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EIC Monitor indicates a slowdown in new development proposals across global energy industry

LNG Industry,

The latest EIC Monitor quarterly report shows that all sectors across the global energy industry have seen a decrease in the number and the potential investment value of new projects.

The total potential investment value of new projects this quarter (Q4: October - December 2011) is US$ 260 billion – down 48% on last quarter, and down 9% on Q4 2010, while the number of new projects (408) is down 21% compared to Q3 2011.

Overall in 2011, both the number and potential investment value of new projects has slowed in growth with the renewables sector seeing a steady drop in projects proposed for development through the year.

It should be noted that in nearly all cases newly proposed projects must first undergo various planning and consent approvals which may take several years. Also, early stage proposals do not necessarily have financing agreed and in place and so there will always be a proportion of projects that do not gain consent or finance.

Upstream, midstream and downstream sectors

The upstream sector has seen a slight decrease in the number of new projects down from 67 in Q3 2011 to 51 in Q4 2011 with a resulting 19% drop in potential investment value from US$ 42.7 billion to US$ 34.6 billion in Q4 2011. Key hotspots of activity this quarter can be found in Russia and the USA representing 25% and 15% respectively of the total potential investment value. The largest project is the US$ 5.2 billion Novoportovskoye oil & gas field in Russia.

The midstream sector has seen a 9% decrease in the number of projects and a 72% decrease in project value since Q3 2011, down from US$ 156 billion to US$ 44 billion this quarter. This decrease is due to the proposed US$ 100 billion Trans-Asian Oil and Gas pipeline that was announced in Q3 2011 which represents the first natural gas pipeline network between the ASEAN countries and China. The largest project this quarter is the future US$ 12 billion Venezuela-Colombia oil pipeline linking the Orinoco heavy oil belt in Venezuela to the port of Tumaco on the Pacific coast of Colombia.

In the downstream sector, the number of new quarterly projects has dropped by 42% since Q3 2011 and stands at 46 projects this quarter. There has been a 68% decrease in the total potential investment value of new projects from US$ 100 billion in Q3 2011 to US$ 32 billion in Q4 2011. China represents nearly a third of the new projects in this quarter’s downstream figures, representing US$ 9.9 billion. The largest projects can be found in Iraq with the proposed US$ 6 billion Basra petrochemical complex and in China with the future US$ 4.1 billion Junggar Basin coal-to-gas project.

Global power projects

In the renewables sector the number of new projects is down 12% from 175 in Q3 2011 to 154 in Q4 2011, while the potential investment value dropped 42% from US$ 110 billion to US$ 64 billion in Q4 2011. This quarter, the UK leads the way in the number of new projects with 39 new projects potentially worth US$ 8.2 billion, while the US leads the way in potential investment value with 20 new projects valued at US$ 8.8 billion. Major projects include the US$ 4.2 billion De Aar solar power project in South Africa, the US$ 3.7 billion Xayaburi hydropower project in Laos, and the US$ 3 billion Offshore Wind Farm County Down.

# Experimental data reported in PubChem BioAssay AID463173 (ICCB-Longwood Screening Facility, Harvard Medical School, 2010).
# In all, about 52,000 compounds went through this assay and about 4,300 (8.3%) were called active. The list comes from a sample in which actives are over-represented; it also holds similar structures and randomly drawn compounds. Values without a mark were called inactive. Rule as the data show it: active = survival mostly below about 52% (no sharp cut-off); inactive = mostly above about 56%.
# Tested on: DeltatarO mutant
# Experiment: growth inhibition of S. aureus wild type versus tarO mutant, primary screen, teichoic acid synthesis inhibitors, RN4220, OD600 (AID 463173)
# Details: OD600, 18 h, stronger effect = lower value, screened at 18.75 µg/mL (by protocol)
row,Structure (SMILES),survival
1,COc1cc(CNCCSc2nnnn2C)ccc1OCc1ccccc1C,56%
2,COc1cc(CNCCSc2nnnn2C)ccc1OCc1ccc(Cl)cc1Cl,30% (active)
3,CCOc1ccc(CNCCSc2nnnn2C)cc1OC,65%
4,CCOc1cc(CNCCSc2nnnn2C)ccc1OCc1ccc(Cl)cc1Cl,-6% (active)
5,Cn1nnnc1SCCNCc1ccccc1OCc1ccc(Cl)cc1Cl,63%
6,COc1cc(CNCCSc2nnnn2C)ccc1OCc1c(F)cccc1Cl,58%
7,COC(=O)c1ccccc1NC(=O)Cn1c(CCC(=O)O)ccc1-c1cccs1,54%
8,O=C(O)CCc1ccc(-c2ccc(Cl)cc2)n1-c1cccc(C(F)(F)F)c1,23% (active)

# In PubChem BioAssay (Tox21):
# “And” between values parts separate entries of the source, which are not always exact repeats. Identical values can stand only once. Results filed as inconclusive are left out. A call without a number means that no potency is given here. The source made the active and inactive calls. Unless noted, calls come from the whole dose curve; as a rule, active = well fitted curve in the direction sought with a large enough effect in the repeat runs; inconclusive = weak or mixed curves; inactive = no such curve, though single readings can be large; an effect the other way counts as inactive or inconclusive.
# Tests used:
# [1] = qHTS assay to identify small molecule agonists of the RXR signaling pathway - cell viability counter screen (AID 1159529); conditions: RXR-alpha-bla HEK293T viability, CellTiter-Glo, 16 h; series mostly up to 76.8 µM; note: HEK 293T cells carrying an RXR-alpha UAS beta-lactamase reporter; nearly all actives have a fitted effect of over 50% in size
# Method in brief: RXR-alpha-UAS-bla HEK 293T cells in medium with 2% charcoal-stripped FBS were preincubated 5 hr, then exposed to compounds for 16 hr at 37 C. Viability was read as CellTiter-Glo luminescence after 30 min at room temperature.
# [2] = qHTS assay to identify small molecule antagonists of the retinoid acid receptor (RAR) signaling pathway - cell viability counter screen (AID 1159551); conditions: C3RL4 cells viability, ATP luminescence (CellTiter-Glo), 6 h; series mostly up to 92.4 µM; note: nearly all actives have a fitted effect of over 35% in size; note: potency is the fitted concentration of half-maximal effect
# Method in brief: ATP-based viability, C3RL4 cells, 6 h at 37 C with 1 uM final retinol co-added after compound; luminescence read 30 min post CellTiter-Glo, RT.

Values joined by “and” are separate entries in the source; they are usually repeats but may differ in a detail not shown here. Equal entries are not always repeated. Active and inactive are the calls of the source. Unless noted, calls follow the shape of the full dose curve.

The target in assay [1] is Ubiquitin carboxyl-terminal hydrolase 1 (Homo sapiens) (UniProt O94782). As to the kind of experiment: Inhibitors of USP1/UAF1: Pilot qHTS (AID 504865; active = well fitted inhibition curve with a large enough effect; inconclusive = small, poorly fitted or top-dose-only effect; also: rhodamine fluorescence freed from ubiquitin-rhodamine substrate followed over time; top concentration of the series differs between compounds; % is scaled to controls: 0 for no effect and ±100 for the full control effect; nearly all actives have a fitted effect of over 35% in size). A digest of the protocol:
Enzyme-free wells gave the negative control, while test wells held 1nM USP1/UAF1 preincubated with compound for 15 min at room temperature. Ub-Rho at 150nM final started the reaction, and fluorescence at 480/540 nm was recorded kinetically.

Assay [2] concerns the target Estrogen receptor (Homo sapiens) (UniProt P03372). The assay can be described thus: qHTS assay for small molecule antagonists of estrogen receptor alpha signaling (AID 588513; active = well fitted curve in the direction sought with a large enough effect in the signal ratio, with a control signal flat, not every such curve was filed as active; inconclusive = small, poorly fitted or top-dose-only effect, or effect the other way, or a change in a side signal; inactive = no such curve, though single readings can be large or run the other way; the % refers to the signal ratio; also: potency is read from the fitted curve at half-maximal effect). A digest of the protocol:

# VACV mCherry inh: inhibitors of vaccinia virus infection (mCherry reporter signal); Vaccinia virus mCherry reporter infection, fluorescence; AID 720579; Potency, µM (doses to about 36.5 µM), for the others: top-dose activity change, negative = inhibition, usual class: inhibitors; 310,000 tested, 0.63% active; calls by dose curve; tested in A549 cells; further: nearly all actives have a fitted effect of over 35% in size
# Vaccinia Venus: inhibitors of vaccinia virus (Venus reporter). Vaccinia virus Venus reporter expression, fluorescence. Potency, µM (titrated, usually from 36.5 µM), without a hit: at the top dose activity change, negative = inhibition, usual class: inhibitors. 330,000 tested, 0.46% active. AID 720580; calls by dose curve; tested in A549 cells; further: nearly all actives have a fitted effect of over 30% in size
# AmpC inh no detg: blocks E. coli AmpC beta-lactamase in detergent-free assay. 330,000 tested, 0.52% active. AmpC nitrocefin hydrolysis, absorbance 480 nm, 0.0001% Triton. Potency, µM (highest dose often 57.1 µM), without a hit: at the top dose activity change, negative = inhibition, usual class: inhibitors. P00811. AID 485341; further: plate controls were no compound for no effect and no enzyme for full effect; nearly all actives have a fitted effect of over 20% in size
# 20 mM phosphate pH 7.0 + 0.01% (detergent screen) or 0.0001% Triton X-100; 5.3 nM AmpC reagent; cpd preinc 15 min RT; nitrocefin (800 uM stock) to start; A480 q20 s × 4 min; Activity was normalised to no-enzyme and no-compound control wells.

In the power sector, there have been 84 new projects this quarter, down 27% on Q3 2011, while the potential total investment value of new projects dropped 7% to US$ 85 billion in Q4 2011. Japan, China and Nigeria are leading the way this quarter with a combined potential investment value of US$ 35.4 billion spread over 8 projects. The bulk of this is accounted for by the US$ 14 billion proposed Fukushima nuclear power plant decommissioning project in Japan, the proposed US$ 10 billion Sparkle Gas Fired Power Plant in Nigeria and the future US$ 8 billion Guangxi Beihai coal fired power plant in China.

The EIC Monitor figures for 2011 show that the global energy industry remains an attractive sector, in which to do business, despite a slowdown in new project proposals announced towards the end of 2011.

Looking ahead to the coming year, it is reassuring to see that opportunities exist across all sectors of the energy industry, with ambitious new projects being proposed. It will be interesting to view the results for Q1 2012 and to see if the number of projects proposed increases as they did in Q1 2011, following disappointing Q4 2010 figures, or whether we will continue to see a slowdown in proposals for new projects due in part to the current global economic conditions.

Author: Ian Stokes, CEO of the EIC

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